If I double-click on it I can see the Layer Options and see Print Layer is unchecked, but if I go to the second document and double-click to look at layer Options, Print Layer is checked. So, this Extra Cheese layer won't print in the original document, but it will in the second document. So, that's just something to be aware of. Layer Options are not copied when you paste a layer from one document to another. You can also copy layers between documents via the Book panel and later in this course we'll have a whole series of movies showing what you can do with the Book panel, but I'll just mention this one issue here, since it's very specific to layers.
Here I've a Book panel with two small documents in it and I'll open SyncingLayers1. I know this is my style source document by this icon on the left side, and if I click off of it, I can then click on the Synchronize button, and I'll hold down the Option or Alt key to bring up my Synchronize Options. Now, there's no control here to synchronize layers, but if I select to synchronize master pages, all the layers that contain at least one object on a master spread will be synced, and even better those layer options will be copied as well.
So, if a layer is set to not print in one document, it will also not print in the other documents it's synchronized to. So, now if I press Synchronize, and click OK, I can check both of my documents and see that they have the exact same layers and the layer options are the same. Now, unfortunately this synchronization of layer options is a one-time thing. It only happens when layers are introduced into a new document via synchronization. If you change the layer options in your style source document later on, and sync the Book again, those options won't sync, but at least you get that one first full-time synchronization.
One more thing I wanted to mention was how to merge layers. So, we'll go to our Merging and Deleting Layers document. If you try to clean up a bunch of documents and make them all consistent. You might find you have some layer cleanup to do. Maybe someone didn't realize they weren't supposed to create their own layers or maybe they accidentally introduced bogus layers into the documents. So, first to get rid of empty layers, go to Layers panel, go to the menu and select Delete Unused Layers. So this'll get rid of all the empty layers in your document.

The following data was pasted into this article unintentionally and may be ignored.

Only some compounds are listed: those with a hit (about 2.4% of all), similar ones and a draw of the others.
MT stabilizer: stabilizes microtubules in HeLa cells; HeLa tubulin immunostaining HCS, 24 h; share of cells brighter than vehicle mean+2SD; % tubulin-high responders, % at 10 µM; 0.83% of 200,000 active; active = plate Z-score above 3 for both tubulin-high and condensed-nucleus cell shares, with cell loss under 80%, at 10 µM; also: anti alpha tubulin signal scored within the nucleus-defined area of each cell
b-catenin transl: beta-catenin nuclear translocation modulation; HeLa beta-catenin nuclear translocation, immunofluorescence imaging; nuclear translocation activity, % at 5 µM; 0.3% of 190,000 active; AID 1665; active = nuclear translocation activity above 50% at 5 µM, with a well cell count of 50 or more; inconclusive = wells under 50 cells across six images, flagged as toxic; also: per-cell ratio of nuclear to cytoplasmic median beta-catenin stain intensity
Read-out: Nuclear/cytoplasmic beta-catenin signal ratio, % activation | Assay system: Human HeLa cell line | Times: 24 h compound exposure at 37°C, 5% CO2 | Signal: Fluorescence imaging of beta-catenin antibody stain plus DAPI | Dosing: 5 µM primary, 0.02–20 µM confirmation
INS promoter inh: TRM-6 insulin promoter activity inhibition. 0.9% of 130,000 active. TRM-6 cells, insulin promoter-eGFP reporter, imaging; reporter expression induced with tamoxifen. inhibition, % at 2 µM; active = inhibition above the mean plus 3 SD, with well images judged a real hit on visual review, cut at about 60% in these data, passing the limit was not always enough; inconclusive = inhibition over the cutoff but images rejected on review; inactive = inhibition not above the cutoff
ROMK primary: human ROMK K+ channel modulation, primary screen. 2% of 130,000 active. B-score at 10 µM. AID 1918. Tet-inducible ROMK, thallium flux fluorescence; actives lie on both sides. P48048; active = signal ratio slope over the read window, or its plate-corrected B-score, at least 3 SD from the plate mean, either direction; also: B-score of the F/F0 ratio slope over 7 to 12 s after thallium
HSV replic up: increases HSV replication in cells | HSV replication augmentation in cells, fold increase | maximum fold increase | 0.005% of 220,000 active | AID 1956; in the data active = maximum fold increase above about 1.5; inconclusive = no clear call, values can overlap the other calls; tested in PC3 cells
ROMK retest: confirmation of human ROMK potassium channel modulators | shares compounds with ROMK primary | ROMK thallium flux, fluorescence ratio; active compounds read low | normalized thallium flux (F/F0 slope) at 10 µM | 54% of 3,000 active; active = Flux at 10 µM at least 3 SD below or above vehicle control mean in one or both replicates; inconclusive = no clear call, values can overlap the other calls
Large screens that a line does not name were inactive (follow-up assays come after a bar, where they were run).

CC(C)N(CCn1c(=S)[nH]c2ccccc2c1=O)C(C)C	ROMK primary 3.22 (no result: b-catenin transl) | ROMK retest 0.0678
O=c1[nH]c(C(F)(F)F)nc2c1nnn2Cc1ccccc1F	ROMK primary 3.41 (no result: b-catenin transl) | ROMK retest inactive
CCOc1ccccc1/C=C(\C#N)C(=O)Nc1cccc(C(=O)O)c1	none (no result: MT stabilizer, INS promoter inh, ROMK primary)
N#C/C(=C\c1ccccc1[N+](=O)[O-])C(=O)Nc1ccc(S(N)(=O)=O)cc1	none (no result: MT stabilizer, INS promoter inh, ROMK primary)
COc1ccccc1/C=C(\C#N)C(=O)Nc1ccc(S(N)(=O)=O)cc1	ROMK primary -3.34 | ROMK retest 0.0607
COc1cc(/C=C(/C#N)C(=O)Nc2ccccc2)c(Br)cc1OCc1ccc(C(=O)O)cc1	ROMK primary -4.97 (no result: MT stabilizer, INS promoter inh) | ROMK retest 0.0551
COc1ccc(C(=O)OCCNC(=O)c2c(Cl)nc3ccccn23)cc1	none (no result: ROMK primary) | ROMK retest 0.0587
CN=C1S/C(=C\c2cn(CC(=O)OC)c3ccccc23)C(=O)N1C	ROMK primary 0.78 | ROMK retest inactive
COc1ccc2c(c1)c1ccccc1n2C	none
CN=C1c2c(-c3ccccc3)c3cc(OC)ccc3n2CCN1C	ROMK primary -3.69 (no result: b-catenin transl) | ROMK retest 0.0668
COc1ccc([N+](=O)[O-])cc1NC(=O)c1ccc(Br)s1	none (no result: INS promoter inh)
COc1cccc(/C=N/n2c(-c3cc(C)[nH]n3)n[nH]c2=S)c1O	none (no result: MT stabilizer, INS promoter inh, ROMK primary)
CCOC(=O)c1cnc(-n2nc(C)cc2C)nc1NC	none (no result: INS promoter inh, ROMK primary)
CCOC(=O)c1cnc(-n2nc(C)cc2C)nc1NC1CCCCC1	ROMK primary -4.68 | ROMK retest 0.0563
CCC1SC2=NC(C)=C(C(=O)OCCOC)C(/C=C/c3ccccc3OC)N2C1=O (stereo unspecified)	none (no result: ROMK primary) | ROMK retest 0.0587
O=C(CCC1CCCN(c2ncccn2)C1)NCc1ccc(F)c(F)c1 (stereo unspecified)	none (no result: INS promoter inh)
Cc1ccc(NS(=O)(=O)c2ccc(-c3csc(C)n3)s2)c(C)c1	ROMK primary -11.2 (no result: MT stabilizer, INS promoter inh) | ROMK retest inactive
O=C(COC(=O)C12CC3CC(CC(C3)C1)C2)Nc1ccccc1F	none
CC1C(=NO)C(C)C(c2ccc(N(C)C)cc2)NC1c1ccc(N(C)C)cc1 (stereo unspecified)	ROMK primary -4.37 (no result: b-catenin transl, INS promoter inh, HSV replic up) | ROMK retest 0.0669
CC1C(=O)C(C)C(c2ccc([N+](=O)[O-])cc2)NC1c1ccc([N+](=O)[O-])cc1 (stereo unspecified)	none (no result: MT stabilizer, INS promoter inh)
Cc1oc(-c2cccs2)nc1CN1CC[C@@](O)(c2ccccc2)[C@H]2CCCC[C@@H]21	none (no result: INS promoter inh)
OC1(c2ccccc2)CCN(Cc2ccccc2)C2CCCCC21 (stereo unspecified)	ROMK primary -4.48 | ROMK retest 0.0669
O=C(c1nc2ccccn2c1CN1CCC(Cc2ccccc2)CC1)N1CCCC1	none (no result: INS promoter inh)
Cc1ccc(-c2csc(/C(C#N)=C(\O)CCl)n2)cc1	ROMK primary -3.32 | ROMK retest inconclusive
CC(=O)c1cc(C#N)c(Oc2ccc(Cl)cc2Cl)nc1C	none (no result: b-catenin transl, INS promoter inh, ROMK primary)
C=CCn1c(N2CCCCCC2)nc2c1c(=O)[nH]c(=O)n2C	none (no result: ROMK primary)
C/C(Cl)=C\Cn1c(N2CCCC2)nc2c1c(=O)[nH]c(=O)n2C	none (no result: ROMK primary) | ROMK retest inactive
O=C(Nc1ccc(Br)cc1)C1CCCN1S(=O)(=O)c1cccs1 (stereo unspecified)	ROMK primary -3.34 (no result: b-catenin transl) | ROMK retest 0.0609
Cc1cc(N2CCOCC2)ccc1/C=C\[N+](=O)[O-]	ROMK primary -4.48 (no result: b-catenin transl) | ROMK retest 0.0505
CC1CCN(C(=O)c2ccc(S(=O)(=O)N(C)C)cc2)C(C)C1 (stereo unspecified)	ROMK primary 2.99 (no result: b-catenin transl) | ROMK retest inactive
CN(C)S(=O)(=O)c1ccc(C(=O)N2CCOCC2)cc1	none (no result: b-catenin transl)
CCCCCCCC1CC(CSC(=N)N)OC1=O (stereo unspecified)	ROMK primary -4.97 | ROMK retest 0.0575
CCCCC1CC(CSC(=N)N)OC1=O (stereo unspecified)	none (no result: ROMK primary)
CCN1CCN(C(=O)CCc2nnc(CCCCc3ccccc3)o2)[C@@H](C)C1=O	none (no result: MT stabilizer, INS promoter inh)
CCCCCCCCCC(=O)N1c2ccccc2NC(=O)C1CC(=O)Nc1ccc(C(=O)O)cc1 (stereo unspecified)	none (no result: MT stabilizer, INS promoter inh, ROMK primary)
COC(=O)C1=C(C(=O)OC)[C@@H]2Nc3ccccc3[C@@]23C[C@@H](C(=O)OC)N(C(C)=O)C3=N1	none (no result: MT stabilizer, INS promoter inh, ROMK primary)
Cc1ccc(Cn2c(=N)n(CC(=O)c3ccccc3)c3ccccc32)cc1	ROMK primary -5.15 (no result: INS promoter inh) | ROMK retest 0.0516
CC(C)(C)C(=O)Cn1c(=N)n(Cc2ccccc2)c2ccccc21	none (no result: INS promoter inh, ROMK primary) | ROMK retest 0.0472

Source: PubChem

Then to get rid of other layers, but to keep the content from those layers, you merge them with the layers you want to keep. First, select the layer you want to keep. So, in this case I have photos that are on Layer 5 and the Extra Cheese layer, and I want all of my photos to be on this Art layer. So, I'll click on the Art layer first, and then I'll Shift + Click on Extra Cheese and Layer 5. So this will make Layer 5 and Extra Cheese merge with the Art layer. I'll go to the Layers Panel menu and choose Merge Layers, and now all the art is on the Art layer.
So, now that we've worked a little bit with layers and also worked with them in the Book panel. You might be wondering how do you synchronize the visibility of layers in multiple documents. In fact, there is no InDesign feature for doing this, but there is a free script written by Theunis de Jong, otherwise known as Jongware, which you can download from indesignsecrets.com. It's called Show/Hide Layer Per Book and it will allow you to do just that. So, I've installed it here in my Script's panel, and it's this one called layerPerBook2.
And to run it I need to close all the other documents that aren't in the Book. There, now I just have the Book open. I can double-click on the script and in the dialog box I can choose the layers that I want to synchronize. So, say I just wanted to have the Text and the Art layer, and the Extra Cheese layer off, in all my documents. I'll deselect Extra Cheese and click on OK. I'll show my Layers panel just to confirm that that worked. So, I have Text and Art visible, Extra Cheese and Guides off, and I'll look at my other document, and the same thing.
So, very nice, synchronizing layers via a script. Master pages in layers are very big aspects of document construction. Next, we'll get into some of the smaller parts of long documents, with a look at text variables.